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Stress and fatigue in aviation on the increase says researcher
5 May 2010
Increasing demands, precarious work and a lack of financial security have made civil aviation workers more vulnerable to stress and fatigue. That was the message put forward recently by a researcher looking into stress and fatigue as part of an ITF study.
Speaking at a public meeting in Istanbul, Turkey, on 29 April hosted by the Turkish ITF-affiliated aviation union Hava-Is, Dr Ellen Rosskam, lead researcher on the ITF global stress and fatigue study, addressed pilots, cabin crew, ground staff, as well as airline representatives.
Rosskam explained why civil aviation workers, airlines and civil aviation authorities should be concerned about increased stress and fatigue levels and outlined responses received from ITF civil aviation affiliates during her research. She said: “According to almost 90 per cent of aviation workers, jobs are getting more and more demanding. And an increase in precarious work means more job stress. Those had been coupled with decreases in social and economic security.”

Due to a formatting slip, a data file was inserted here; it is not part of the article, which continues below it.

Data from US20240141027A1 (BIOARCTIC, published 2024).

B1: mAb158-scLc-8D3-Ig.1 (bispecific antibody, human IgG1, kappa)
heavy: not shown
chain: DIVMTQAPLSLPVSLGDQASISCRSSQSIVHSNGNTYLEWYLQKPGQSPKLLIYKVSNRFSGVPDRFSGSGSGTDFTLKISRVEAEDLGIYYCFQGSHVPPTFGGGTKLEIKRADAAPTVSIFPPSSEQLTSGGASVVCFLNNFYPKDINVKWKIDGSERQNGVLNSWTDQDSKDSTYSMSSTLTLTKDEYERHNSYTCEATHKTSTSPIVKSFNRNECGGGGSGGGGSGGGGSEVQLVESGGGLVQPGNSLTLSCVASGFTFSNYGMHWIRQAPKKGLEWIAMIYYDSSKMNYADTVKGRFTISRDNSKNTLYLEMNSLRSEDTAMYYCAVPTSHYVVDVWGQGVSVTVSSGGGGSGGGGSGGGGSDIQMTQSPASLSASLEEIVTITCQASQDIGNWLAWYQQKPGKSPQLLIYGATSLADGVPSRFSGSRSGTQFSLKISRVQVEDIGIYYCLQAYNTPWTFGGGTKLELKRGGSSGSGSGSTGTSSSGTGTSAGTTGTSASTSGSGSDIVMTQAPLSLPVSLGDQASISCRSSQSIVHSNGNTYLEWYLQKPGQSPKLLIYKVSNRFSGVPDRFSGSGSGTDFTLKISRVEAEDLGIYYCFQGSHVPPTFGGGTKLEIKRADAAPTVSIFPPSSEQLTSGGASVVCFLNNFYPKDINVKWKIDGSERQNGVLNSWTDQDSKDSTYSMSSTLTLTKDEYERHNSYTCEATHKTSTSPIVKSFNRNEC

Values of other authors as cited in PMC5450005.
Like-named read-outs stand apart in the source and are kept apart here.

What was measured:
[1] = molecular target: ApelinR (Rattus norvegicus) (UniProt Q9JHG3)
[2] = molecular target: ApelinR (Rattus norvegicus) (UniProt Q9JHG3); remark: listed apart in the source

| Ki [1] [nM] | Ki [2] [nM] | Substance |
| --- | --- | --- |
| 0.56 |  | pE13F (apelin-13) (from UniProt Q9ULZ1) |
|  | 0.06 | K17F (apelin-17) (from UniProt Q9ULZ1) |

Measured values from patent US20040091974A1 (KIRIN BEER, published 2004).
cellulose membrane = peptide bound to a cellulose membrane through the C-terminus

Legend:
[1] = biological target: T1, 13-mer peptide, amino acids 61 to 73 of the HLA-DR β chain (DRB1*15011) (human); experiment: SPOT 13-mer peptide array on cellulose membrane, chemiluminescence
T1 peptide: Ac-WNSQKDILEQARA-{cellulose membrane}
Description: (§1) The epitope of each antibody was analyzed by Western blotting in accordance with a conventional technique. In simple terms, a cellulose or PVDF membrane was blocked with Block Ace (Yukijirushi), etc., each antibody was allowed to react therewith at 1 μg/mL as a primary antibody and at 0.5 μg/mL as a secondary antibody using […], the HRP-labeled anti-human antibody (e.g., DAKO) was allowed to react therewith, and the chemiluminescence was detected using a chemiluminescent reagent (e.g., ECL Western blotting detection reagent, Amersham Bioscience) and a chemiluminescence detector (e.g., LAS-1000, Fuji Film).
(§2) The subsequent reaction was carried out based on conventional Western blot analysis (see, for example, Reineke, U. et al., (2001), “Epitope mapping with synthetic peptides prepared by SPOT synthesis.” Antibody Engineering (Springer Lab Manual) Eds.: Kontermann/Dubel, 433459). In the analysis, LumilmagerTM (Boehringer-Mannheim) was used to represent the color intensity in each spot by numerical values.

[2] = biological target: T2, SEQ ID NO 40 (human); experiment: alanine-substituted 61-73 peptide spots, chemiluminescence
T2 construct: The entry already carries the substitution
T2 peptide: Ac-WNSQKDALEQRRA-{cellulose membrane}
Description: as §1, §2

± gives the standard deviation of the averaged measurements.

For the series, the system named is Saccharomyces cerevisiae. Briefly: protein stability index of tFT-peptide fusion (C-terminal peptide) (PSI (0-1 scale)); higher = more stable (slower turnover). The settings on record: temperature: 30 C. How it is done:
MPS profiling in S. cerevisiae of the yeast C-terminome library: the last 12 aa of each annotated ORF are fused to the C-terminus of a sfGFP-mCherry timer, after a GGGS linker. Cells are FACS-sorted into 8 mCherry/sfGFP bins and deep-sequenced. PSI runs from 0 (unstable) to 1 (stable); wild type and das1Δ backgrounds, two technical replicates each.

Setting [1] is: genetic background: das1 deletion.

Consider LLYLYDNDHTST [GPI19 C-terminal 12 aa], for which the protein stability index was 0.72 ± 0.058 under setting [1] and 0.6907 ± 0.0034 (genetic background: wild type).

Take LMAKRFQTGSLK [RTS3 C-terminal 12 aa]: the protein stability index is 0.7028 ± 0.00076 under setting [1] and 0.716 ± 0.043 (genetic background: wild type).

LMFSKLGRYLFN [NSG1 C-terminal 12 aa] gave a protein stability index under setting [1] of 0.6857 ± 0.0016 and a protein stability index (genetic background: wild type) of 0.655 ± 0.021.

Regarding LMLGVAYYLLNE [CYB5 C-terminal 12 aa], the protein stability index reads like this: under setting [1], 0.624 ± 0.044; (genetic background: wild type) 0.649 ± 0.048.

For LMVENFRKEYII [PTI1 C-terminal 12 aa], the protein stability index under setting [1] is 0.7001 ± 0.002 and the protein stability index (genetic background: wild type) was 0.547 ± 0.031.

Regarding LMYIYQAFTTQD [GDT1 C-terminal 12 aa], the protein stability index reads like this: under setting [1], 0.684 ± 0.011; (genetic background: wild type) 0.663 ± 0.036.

“Significant increases in cases of work-related stress were reported in all regions. North America had a 90 per cent increase in the number of cases between 2000 and 2007,” she added. However, she also emphasised a rise in collective social support during the post-September 11 period.
She noted: “Salaries, promotion prospects, and job security were lower in countries where there is no established collective bargaining process.”
In addition, she discussed changes that could be made to the way that people worked in order to alleviate stress and fatigue.
Participants later embarked on a lively discussion on topics such as the lack of a labour law for flight crew in Turkey, the weakness of the Turkish civil aviation authority and the role of the trade unions in enhancing flight safety.
Hava-Is is producing a booklet based on Rosskam’s presentation for its members and others involved in the Turkish civil aviation industry.
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